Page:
Fish Oil And Depression

Salmon for multiple sclerosis

Fish oils have beneficial effects on the brain to lift a low mood and protect against depression. Early studies showed a clear link between rates of depression in different countries and the amount of fish consumed per head of population, with those eating the least fish having the highest risk of depression.

Fish and depression 1This relationship doesn’t prove that eating fish prevents low mood, of course – just as an association between the number of nesting white storks and the birth rate in 17 countries doesn’t prove that storks deliver babies.

Even so, there are lots of plausible reasons to explain why fish oils may have a beneficial effect on mood.

Fish omega-3s and depression

Fish oils are a rich source of two long-chain, omega-3 fatty acids, DHA and EPA. DHA has a vital structural role in the brain, where it improves the fluidity of cell membranes so that both electrical and chemical messages pass more rapidly from one brain cell to another. EPA is involved in cell-signalling and the synthesis and activity of brain chemicals such as dopamine and serotonin which are important for regulating mood. EPA also has an anti-inflammatory action which may protect brain cells from degeneration.

The level of DHA in red blood cell membranes is a good marker for levels present in the brain, and researchers have found these are significantly depleted in people with a depressive illness compared with healthy controls. What’s more, the lowest levels are seen in those with the most severe depression.This supports the suggestion that depressive illness may be associated with low intakes of omega-3s – or abnormalities in the way they are metabolised that increases the intakes needed.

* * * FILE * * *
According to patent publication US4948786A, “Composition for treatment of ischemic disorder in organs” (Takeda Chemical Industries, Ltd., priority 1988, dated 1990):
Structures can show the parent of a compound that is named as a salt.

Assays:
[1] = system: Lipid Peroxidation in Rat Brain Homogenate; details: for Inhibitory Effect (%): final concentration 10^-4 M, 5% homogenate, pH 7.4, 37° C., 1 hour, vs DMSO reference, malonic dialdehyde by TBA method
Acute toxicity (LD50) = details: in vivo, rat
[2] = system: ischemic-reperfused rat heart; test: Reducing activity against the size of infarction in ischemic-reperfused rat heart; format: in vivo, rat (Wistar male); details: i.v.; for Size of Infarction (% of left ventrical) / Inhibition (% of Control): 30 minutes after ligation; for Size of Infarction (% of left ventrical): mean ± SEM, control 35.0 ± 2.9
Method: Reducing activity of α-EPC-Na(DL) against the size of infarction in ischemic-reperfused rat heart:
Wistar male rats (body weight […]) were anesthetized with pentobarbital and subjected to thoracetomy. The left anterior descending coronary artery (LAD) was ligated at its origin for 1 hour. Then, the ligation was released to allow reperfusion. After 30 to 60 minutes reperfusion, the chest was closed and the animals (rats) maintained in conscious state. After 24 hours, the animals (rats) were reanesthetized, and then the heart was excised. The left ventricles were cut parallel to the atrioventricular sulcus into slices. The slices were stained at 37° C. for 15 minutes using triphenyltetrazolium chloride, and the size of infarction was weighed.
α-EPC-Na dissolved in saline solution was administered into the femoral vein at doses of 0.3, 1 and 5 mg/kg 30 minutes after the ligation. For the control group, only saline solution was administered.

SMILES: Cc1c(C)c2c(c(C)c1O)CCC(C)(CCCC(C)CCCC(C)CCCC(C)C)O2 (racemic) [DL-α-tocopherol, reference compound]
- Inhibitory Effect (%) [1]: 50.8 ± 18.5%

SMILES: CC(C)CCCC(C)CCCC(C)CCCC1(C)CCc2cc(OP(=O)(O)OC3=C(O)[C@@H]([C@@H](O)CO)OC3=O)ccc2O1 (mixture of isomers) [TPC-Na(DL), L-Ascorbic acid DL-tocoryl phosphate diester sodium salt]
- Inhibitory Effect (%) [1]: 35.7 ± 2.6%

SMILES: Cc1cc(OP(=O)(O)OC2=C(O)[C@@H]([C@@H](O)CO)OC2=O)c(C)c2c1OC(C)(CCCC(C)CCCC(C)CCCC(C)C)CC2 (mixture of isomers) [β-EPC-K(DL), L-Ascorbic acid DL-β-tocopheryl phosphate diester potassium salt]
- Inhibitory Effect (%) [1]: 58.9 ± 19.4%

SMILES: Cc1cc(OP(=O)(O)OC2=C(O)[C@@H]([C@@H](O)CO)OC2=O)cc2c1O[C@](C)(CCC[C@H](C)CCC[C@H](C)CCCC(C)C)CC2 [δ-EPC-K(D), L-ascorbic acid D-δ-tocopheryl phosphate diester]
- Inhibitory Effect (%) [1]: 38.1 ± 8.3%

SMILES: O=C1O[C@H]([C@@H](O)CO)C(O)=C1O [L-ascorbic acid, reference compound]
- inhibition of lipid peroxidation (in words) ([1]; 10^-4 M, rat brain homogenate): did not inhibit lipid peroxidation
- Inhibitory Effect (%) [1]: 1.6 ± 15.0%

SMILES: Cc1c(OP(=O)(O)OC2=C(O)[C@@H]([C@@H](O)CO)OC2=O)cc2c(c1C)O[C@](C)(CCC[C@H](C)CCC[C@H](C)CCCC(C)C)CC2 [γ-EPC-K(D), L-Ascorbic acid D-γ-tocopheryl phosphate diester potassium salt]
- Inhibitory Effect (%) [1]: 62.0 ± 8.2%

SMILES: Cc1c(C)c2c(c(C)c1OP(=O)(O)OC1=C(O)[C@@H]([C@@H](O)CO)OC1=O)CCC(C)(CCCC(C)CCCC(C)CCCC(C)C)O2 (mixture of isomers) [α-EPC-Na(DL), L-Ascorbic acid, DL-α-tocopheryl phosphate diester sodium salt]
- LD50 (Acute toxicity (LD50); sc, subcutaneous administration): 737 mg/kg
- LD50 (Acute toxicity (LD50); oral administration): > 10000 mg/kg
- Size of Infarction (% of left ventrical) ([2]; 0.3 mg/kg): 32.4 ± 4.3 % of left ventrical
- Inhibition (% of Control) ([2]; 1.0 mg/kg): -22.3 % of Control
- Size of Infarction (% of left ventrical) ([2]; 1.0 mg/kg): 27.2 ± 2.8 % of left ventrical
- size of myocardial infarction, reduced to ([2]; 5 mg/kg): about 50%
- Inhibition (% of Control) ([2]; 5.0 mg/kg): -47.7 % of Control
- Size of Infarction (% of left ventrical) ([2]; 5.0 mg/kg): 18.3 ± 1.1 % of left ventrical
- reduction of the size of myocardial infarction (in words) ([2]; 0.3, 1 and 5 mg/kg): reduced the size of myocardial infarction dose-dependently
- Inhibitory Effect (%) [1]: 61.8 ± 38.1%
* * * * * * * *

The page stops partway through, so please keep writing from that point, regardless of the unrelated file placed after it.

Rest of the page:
The results from 13 studies, involving 1,233 people, assessed the effect of omega-3 supplements in people with a major depressive disorder. This showed an overall beneficial effect, with omega-3 reducing depressive symptoms by 60% compared with placebo. Supplements with a higher EPA dose appeared to show better outcomes. Outcomes were also better in people taking antidepressants, suggesting that fish oils might boost the effectiveness of antidepressant medication.

A larger analysis, using data from 26 studies involving over 150,200 people, found that people who ate the most fish had a 17% lower risk of depression than those eating the least. The results were true in both men and women.

Fish vitamin D and depression

Fish, especially oily fish, are also a good source of vitamin D, which is increasingly recognised as important for brain health and mood regulation.

Researchers who analysed the results of 14 studies, involving over 31,400 people, concluded that people with depresison and lower vitamin D levels than controls without depression. They also found that those with the lowest vitamin D levels were more than twice as likely to experience depression compared to those with the highest vitamin D levels.